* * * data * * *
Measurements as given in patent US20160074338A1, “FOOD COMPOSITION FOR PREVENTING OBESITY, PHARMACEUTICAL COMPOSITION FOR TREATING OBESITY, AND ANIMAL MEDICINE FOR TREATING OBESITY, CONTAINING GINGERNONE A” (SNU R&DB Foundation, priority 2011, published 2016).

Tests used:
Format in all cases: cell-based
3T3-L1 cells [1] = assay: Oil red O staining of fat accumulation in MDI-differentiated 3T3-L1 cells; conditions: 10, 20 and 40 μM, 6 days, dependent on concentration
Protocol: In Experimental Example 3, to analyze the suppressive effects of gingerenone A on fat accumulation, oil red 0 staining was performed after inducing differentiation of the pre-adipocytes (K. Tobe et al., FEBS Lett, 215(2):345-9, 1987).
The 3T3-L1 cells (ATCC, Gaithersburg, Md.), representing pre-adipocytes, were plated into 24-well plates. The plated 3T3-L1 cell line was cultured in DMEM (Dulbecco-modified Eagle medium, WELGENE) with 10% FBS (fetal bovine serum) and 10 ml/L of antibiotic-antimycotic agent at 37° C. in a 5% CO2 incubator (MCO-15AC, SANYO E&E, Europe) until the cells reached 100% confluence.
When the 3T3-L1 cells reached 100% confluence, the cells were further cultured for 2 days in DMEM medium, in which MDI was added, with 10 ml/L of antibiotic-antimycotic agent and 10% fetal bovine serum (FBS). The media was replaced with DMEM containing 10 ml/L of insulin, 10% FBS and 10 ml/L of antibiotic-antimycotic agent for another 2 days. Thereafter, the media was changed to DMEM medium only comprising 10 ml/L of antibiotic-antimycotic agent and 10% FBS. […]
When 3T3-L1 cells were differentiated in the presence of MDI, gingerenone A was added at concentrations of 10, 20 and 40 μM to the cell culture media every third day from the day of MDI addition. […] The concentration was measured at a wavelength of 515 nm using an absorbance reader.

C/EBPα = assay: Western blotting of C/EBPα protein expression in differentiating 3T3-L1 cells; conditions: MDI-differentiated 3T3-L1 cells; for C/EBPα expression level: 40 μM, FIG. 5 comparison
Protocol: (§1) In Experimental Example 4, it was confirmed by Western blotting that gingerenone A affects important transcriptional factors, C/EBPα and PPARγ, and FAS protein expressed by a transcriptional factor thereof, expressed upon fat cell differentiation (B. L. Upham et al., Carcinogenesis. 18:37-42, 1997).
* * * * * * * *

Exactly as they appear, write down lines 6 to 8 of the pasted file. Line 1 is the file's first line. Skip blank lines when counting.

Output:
The 3T3-L1 cells (ATCC, Gaithersburg, Md.), representing pre-adipocytes, were plated into 24-well plates. The plated 3T3-L1 cell line was cultured in DMEM (Dulbecco-modified Eagle medium, WELGENE) with 10% FBS (fetal bovine serum) and 10 ml/L of antibiotic-antimycotic agent at 37° C. in a 5% CO2 incubator (MCO-15AC, SANYO E&E, Europe) until the cells reached 100% confluence.
When the 3T3-L1 cells reached 100% confluence, the cells were further cultured for 2 days in DMEM medium, in which MDI was added, with 10 ml/L of antibiotic-antimycotic agent and 10% fetal bovine serum (FBS). The media was replaced with DMEM containing 10 ml/L of insulin, 10% FBS and 10 ml/L of antibiotic-antimycotic agent for another 2 days. Thereafter, the media was changed to DMEM medium only comprising 10 ml/L of antibiotic-antimycotic agent and 10% FBS. […]
When 3T3-L1 cells were differentiated in the presence of MDI, gingerenone A was added at concentrations of 10, 20 and 40 μM to the cell culture media every third day from the day of MDI addition. […] The concentration was measured at a wavelength of 515 nm using an absorbance reader.